Monday, August 19, 2013

North, South Korea agree to family reunions

 In a clear sign that the severely strained relations between the two sides is slowly improving, North Korea has agreed to a proposal from the South that they resume the reunion of families separated in the 1950-53 Korean War.

The meetings would take place on September 19, during the Chuseok harvest festival, the North Korean news agency KCNA reported Sunday.

North Korea set off months of unsettling tensions with a long-range rocket launch in December followed by an underground nuclear test in February.

The North's menacing rhetoric against the United States and South Korea hit a fever pitch in March and April after the U.N. Security Council voted in March to slap tougher sanctions on the regime and amid U.S.-South Korean military drills in the region.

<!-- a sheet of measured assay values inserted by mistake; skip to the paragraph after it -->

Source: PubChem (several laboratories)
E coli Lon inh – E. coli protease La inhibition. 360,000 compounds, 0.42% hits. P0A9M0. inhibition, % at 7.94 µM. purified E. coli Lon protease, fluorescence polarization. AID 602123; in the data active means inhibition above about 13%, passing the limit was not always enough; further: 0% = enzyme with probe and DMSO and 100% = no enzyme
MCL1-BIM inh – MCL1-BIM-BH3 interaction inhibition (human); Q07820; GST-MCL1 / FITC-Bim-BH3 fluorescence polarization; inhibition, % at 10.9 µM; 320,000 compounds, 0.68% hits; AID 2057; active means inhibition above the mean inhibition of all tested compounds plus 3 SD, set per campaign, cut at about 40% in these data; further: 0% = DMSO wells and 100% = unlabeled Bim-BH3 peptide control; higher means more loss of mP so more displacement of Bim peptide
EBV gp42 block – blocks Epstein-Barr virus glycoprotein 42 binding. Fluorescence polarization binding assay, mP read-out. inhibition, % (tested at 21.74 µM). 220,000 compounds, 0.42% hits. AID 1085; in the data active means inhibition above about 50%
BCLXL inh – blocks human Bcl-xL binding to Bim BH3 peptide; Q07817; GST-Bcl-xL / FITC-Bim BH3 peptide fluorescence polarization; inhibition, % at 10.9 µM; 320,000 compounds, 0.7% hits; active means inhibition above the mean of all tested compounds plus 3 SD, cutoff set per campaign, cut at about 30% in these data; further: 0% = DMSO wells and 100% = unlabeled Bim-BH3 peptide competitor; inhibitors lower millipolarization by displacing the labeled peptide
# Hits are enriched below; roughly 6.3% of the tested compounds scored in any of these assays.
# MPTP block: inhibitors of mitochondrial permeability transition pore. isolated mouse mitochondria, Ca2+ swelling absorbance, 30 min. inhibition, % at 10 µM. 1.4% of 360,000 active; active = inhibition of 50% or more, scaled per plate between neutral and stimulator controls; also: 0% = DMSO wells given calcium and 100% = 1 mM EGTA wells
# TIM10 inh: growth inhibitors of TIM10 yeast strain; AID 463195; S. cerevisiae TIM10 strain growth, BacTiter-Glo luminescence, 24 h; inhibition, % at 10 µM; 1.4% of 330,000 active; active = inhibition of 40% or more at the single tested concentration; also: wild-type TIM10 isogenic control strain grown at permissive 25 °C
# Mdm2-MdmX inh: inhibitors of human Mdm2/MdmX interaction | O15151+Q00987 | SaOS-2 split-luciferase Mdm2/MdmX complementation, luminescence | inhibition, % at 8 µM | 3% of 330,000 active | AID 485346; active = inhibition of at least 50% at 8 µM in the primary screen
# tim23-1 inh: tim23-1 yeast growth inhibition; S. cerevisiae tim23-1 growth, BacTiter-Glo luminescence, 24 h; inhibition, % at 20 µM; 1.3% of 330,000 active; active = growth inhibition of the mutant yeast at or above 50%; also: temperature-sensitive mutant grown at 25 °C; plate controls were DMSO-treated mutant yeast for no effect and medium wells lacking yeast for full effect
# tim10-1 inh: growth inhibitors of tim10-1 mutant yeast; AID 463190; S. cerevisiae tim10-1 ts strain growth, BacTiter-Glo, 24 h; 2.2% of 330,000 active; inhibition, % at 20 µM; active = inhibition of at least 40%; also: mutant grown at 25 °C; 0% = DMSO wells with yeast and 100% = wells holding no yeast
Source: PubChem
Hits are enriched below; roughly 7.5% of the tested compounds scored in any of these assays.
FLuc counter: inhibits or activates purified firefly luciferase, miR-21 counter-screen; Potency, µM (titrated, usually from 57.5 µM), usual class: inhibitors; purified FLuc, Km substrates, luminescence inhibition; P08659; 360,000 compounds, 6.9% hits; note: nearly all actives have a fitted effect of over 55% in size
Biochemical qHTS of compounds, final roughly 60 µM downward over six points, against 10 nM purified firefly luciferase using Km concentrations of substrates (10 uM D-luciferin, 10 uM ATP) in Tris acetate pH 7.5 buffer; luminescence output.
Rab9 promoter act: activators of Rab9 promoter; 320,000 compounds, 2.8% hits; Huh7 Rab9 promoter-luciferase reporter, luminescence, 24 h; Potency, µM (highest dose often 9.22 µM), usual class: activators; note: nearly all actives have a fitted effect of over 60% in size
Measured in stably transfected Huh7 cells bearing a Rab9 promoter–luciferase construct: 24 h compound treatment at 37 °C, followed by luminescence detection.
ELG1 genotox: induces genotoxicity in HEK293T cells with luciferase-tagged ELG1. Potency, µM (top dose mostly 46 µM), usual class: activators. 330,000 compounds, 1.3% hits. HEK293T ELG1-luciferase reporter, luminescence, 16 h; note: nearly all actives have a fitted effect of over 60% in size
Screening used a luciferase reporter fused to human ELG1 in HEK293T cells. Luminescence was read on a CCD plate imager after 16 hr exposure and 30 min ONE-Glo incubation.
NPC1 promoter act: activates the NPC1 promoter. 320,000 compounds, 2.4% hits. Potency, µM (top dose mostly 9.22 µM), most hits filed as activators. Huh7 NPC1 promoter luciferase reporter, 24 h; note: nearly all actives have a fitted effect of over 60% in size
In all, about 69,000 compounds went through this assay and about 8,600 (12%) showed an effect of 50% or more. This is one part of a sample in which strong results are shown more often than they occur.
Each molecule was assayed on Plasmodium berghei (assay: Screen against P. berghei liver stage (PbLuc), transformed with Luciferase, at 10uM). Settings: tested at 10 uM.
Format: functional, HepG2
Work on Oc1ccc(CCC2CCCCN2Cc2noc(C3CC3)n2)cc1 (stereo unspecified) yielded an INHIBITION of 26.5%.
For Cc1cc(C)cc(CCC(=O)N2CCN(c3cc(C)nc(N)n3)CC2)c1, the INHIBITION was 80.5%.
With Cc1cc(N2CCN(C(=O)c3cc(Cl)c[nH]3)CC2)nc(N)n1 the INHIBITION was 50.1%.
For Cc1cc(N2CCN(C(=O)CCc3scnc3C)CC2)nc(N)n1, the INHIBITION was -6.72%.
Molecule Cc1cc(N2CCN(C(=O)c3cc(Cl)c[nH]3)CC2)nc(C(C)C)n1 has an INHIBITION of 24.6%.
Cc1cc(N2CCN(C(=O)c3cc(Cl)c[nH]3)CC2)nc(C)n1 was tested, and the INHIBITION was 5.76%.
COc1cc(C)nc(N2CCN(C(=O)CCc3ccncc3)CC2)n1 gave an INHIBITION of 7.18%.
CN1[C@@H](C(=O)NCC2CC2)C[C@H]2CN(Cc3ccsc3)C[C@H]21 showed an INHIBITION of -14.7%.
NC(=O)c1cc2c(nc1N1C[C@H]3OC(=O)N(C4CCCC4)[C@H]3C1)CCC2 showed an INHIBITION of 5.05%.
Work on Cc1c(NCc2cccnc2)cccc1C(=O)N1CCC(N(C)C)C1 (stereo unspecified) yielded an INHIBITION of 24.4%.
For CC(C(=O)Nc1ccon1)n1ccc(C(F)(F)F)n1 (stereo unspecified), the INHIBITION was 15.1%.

The KCNA report said the North and the South, following an agreement to reopen the Kaesong Industrial Zone, will talk about the possibility of resuming cross-border tours at Mount Kumgang.

The Kaesong Industrial Zone, is an industrial complex the two nations share. It's been closed since April when the North pulled out its workers.

Mount Kumgang is a North Korean resort where a South Korean tourist was shot by a North Korean soldier in 2008 after allegedly walking into an off-limits area. The reunion will take place at the resort.

"The Kaesong Industrial Zone and the tours to Mt. Kumgang resort are valuable works common to the nation which should not be delayed as they are symbols of reconciliation, unity, reunification and prosperity," the KCNA report said.